The Crest of the Commonwealth of Australia Treasury Portfolio Ministers
Picture of Wayne Swan

Wayne Swan

Deputy Prime Minister and Treasurer

3 December 2007 - 27 June 2013

17 January 2011

Interview with Rebecca Levingston

ABC 612

17 January 2011

SUBJECTS: Queensland Floods

LEVINGSTON:

Treasurer and Deputy Prime Minister, Wayne Swan, was in the United States as the floods began to roll into southeast Queensland last week and he returned home to a city on high alert.  Treasurer, good morning.

TREASURER:

Good morning Rebecca.

LEVINGSTON:

Did you cut your trip short to come home?

TREASURER:

Most certainly.  I was due to give a speech at the Australian/US Leadership Dialogue but the minute I heard of the floods and their possible impact on the city, I jumped on the first available plane and got back as quickly as I possibly could.  Since I've been back I've been working with the Premier, State Emergency Services Minister, the Prime Minister and a whole lot of Federal Ministers on the response.

LEVINGSTON:

Plenty of people interested an indeed concerned about the impact of all of this on the Australian economy, but before we talk on a national scale, in terms of your own electorate how have people coped?

TREASURER:

Well, fortunately in my electorate of Lilley we've not had the massive impact that we've seen elsewhere in the city.  This area does tend to flood but it hasn't flooded like it can flood on this occasion and we're very fortunate for that. But what has been extraordinary, and what I've seen here on the north side, has  been the amazing  response from all of the volunteers. 

Last Wednesday for example I went over to a council depot over at Zillmere where locals were filling sandbags and there were a couple of hundred people there that had just turned up almost out of the blue and were shovelling sand into sandbags.  There's been a fantastic community response in this area where people have not been immediately affected and they've travelled right across the city to help their fellow Brisbane-ites, if you like.  It's just been truly amazing. But it has been a bit surreal here on the north side where I live where there hasn't been the impact that we've seen particularly on the south side at places like Rocklea and Goodna and Chelmer and so on.

LEVINGSTON:

No doubt people are all commending the magnificent volunteer effort.  I guess the question is, can our economy galvanise as well as the people of Queensland?  Treasurer what are your priorities this week?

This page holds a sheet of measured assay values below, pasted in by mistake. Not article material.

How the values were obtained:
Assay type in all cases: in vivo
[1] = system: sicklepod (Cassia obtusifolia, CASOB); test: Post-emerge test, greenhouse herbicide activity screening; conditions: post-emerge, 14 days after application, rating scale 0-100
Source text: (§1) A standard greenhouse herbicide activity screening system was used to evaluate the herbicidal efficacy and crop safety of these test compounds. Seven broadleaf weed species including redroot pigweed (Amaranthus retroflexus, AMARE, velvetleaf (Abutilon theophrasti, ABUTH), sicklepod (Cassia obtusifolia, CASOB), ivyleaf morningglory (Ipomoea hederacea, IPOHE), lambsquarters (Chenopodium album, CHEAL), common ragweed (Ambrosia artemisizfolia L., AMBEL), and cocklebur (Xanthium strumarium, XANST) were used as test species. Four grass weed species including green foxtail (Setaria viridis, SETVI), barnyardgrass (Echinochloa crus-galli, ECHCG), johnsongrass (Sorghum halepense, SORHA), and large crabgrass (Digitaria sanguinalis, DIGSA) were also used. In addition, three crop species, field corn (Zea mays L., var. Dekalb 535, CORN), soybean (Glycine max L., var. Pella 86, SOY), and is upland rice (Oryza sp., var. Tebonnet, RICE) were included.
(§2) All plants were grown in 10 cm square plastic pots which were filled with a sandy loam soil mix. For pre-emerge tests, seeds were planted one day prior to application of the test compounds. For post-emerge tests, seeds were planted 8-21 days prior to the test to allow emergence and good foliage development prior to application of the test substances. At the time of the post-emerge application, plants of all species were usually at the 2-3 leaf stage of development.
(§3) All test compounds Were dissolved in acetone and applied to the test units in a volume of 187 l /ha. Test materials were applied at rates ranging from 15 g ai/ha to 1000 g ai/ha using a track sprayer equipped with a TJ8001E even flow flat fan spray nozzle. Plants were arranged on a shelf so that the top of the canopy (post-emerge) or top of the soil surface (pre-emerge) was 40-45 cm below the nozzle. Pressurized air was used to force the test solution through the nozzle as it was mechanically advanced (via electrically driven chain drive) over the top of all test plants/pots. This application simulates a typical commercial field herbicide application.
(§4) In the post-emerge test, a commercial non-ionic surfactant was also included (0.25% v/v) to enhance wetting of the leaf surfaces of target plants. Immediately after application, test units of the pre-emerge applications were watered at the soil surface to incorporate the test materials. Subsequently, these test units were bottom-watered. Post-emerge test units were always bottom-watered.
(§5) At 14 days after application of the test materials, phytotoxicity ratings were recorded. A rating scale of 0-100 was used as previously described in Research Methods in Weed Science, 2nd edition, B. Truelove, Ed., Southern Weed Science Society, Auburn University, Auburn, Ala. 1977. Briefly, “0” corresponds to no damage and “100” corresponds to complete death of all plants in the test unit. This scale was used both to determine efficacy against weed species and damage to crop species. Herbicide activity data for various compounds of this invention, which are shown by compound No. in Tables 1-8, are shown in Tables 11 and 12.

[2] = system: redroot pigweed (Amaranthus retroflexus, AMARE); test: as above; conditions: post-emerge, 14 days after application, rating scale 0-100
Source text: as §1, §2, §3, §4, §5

TREASURER:

My priorities this week have been on the immediate rescue and recovery.  Making sure that resources go in the right direction.  Making sure that there are enough Centrelink staff in the right areas assisting people to make claims because many people are in great distress - they have no access to support at all.

And of course, as you know, we do make emergency payments.  There have been something like 54,000 emergency payments have been made already and certainly many more will be made. And of course, there's going to be those people who can't go to work who don't have a job at the moment.  There's going to be many of those small businesses that aren't operating.  So we do make a range of payments in those areas.  So that's been a very important priority for the Federal Government.

But also working with local members of Parliament from all political parties, that's been another thing that I've been doing through the week – making sure that not only Centrelink staff are available but also getting the correct advice out there, liaising with the state Emergency Services Minister, working with our Defence Minister in particular. As you would be aware there are now thousands of people out there from our defence forces working, helicopters are there, they've played an incredible role. And of course, as you know we've now got some naval ships about to begin work in the bay. 

LEVINGSTON:

A huge recovery effort already underway and one that will carry on for weeks and months and I think the Lord Mayor of Brisbane Campbell Newman suggested it would be one and a half to two years before the capital city of Queensland will be back on track.  Do you have an idea at this stage of a dollar figure, or perhaps parameters for a dollar figure, on how much this recovery effort could cost Australia?

TREASURER:

No I don't, but it's not just the recovery effort, it's also the reconstruction,  it's also the rebuilding because we should never forget that it's not just Brisbane, the Lockyer Valley or Toowoomba.  There are vast areas of Queensland that have also been impacted and what we're going to have to do is to engage also, in addition to the recovery, in a massive rebuilding effort. And of course, the Commonwealth will be making a very significant contribution to that rebuilding effort.